Dmitri Shostakovich: Creative Musical Genius
"In Shostakovich we have the paradigm of a new, essentially political form of complex inward adjustments, one which requires a new kind of symphony." (Norris 177) Although a lifelong communist and an intense Russian patriot (he applied for and was granted membership into the Communist party in 1960), Dmitri Shostakovich composed under constant fear of public condemnation, often for what he perceived as the most contradictory reasons. He strongly believed in a profound bond between the composer and his society which enabled him to work, survive, and develop, but also which fostered an air of confusion when he felt he was wrongly criticized. In 1968, he was quoted as saying, "Soviet music is a weapon in the ideological battle. Artists cannot stand as indifferent observers in this struggle." (Blokker 133) He believed that composers could not retreat into private, creative worlds; rather, they must deal with the socio-political problems of the day, however bitter the experience. He felt that 'good' music lifts and heartens the people for work; it might be tragic, but it must be strong. This quotation reinforces his interdependence with the Soviet state. He realized that his works were entirely public, and as such, should be written with not only the audience in mind, but also with the thoughts of how a strict government might react.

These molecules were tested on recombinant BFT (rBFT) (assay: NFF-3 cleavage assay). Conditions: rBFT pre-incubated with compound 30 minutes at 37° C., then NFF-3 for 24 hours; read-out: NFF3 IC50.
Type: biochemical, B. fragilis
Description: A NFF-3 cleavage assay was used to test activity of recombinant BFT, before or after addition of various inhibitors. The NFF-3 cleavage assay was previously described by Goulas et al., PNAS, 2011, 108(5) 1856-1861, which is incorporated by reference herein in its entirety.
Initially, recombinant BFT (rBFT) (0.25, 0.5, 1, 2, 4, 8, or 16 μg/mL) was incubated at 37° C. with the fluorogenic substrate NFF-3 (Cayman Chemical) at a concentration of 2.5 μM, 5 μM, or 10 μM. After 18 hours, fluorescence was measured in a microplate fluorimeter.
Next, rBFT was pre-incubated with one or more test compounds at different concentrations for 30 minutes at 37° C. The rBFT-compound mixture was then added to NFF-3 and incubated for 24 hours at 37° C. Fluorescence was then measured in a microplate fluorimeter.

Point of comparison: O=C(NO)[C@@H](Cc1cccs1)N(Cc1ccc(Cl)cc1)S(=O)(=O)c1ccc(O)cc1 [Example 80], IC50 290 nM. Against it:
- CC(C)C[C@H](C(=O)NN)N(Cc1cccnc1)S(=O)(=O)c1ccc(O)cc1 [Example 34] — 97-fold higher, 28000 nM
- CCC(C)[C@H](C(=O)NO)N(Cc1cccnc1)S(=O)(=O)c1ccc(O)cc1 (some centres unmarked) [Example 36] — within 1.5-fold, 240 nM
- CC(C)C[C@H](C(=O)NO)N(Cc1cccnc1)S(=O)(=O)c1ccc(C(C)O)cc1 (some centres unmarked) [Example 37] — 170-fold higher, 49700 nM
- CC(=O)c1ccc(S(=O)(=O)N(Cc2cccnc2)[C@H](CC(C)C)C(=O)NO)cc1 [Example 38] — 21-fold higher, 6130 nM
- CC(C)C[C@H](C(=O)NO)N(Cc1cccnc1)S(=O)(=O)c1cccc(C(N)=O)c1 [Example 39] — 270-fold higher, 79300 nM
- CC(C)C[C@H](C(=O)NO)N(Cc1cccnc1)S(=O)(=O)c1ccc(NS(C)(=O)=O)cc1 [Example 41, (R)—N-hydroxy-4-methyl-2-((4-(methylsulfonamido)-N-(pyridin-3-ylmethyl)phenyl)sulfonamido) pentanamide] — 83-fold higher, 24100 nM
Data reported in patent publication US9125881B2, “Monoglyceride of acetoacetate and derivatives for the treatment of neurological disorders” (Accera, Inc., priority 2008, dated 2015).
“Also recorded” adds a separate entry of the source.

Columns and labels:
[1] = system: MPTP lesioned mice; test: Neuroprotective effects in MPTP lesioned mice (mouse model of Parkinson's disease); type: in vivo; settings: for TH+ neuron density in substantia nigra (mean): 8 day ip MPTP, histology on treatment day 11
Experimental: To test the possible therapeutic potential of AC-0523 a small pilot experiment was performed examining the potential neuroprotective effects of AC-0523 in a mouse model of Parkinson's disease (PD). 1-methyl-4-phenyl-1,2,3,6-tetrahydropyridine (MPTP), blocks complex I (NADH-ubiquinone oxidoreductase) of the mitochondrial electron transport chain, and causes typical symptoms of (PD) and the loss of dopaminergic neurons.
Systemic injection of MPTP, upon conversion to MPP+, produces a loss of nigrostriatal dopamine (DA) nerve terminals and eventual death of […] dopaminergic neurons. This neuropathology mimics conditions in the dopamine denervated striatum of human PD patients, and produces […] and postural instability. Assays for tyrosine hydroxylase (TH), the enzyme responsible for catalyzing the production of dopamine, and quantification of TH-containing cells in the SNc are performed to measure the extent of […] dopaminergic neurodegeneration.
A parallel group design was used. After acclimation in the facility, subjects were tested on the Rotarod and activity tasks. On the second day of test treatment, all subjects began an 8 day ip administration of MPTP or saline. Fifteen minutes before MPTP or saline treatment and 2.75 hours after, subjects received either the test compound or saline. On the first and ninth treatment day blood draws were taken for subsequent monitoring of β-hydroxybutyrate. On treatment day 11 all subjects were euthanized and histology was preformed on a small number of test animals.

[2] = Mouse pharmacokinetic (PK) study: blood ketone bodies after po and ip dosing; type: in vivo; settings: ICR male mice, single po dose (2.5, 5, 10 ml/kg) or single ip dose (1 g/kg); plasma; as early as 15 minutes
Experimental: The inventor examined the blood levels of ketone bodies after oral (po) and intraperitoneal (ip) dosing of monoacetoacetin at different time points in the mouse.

As a youth, Shostakovich believed that he was to be the successor to Beethoven's throne as the compositional genuis. It is safe to assume that no composer until Shostakovich had been so central to the history of his time, or had so consistently sought to symphonically express the sufferings and aspirations of his contemporaries as had Beethoven. Dmitri Shostakovich, composer of fifteen symphonies, developed a musical language all of his own, one that could communicate emotions of anger, sadness, joy, and cynicism (he never underestimated his audience's ability to uncover the meanings of his compositions). Shostakovich, a musical contemporary of Stravinsky who decided to remain in Russia, is a creative genius that was influenced tremendously by his native land, the nation where he produced his influential symphonies. Although he did not create a completely new style, he did create a new language within the existing late-nineteenth, early-twentieth century musical idiom. His creativity was developed in direct response to the political climate in which he lived, as a means to express himself within the acceptable standards of his homeland.
His Development and Works
Shostakovich was born to his parents Dmitri Boleslavovich and Sofia on 25 September 1906 in the city formerly known as St. Petersburg, now known as Leningrad. Although his parents did not push formal music training on young Dmitri, he began studying the piano from his mother at the age of ten. World War I, raging at this historic time, was 'kind' to the Shostakovich household, as the elder Dmitri received...